Oct. 31 (Bloomberg) -- Spanish bankers said lenders in other European countries benefit from looser standards after regulators found the country’s banks had a 26.2 billion-euro ($37 billion) capital shortfall.
Banco Santander SA Chief Executive Officer Alfredo Saenz pointed to “fudges beyond our frontiers” as he highlighted the differences between the rules used to calculate capital ratios on his bank’s balance sheet and those in Switzerland. Jacobo Gonzalez-Robatto, chief financial officer of Banco Popular Espanol SA, complained to analysts about the “stark and massive” differences in regulation for computing capital ratios.
By comparing the treatment of risk-weighted assets across Europe, Spanish bankers are re-igniting an argument about how lenders calculate measures of their financial strength that has become shriller as the European Banking Authority instructed firms to increase capital by 106 billion euros by mid-2012.
The Spanish banks responded to the order to boost capital to plug the second-biggest country shortfall after the 30 billion-euro identified for Greece by saying they would raise money from earnings and improve their capital ratios as they build “internal models” that will reduce their risk-weighted assets.
None of the banks planned to tap shareholders for new capital or intended to reduce dividends. Saenz said Santander, which now has a shortfall of 5.22 billion euros under EBA criteria, could find 4 billion euros by “optimizing” risk-weighted assets and rolling out “internal models.”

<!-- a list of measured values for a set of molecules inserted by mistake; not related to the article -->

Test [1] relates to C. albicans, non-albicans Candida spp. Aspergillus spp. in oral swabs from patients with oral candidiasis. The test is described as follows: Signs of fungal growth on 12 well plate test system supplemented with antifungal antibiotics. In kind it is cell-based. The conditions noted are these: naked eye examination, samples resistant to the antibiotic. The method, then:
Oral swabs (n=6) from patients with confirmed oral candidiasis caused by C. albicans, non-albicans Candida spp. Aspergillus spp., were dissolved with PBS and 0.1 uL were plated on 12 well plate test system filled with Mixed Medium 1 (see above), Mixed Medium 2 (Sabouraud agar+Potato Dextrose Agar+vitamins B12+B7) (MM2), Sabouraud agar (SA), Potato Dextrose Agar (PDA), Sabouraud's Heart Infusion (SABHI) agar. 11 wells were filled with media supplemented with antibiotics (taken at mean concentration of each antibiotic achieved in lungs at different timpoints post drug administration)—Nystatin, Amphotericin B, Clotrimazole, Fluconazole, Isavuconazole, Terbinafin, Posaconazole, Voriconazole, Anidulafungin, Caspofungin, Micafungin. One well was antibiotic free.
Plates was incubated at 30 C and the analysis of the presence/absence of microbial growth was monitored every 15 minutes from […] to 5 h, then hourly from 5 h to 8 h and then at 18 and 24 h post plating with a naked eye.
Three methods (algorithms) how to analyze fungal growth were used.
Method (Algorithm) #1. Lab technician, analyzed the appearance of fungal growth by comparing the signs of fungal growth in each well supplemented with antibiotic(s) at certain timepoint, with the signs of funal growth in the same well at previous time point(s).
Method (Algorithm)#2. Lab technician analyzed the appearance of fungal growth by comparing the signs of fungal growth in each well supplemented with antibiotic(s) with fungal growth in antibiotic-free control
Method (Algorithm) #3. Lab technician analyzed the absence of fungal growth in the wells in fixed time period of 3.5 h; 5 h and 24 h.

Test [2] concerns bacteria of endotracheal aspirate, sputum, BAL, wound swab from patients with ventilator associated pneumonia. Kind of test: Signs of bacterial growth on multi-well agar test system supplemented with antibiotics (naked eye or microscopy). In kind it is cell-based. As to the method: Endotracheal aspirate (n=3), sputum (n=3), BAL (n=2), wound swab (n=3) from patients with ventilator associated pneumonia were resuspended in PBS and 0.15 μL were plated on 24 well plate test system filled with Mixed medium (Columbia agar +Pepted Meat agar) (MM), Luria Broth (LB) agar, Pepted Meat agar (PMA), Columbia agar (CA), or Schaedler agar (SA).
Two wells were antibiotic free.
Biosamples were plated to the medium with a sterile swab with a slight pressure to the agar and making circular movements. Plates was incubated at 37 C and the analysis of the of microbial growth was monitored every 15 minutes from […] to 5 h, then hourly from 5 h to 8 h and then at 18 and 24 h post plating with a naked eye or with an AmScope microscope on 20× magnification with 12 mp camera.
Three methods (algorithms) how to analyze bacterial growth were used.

“It’s how much capital you have divided by your risk-weighted assets,” said Saenz at an Oct. 27 news conference in Madrid. “If my risk-weighted assets decline, my ratio improves.”
The Spanish banks may face skepticism from investors as they recalibrate the risk-weighting of assets instead of raising money, said Peter Hahn, a lecturer in corporate finance at the Cass Business School in London.
“The most obvious question is if your models are wrong, why have you waited until now to get them fixed?” said Hahn, adding banks would have to provide “a massive amount” of information about how the models work. “If you say your capital ratios are going to be higher tomorrow than they are today, that starts to look like a major mystery.”
The average ratio of risk-weighted assets to total assets for Spanish banks is 58 percent, according to a study of seven domestic lenders by Keefe Bruyette & Woods Inc. Banco Bilbao Vizcaya Argentaria SA’s ratio is 58 percent and Santander’s 49 percent. That compares with the average for Europe of 36 percent, according to KBW.
“There are quite a few banks and many of them with a business model that is identical to Popular’s with risk-weighted assets in the region of 20 percent to 30 percent -- that is a huge difference,” Gonzalez-Robatto said on an Oct. 28 conference call, adding his bank wasn’t “making excuses.” “The EBA has focused mainly on the numerator of the ratio of capital but not so much on the denominator, which are the risk-weighted assets.”
Saenz of Santander picked out Swiss banks as examples of lenders that are less rigorous in the way they calibrate assets according to risk. Switzerland’s UBS AG, the country’s largest bank, has a ratio of risk-weighted assets to total assets of 17 percent and Credit Suisse Group AG 20 percent, according to KBW.
“I would say look for the fudges beyond our frontiers because I ask myself why do you have the transformation of 100 million of accountable assets into 15 million of risk-weighted assets as happens in the Swiss banks?” said Saenz. “How is this done when every 100 million of my accounting assets costs me 50 or 55 million in risk-weighted assets?”
Spokesmen for Zurich-based UBS and Credit Suisse declined to comment. UBS had a core Tier 1 capital ratio of 16.3 percent at the end of September, while Credit Suisse had a ratio of 13.1 percent at the end of June, according to company reports.
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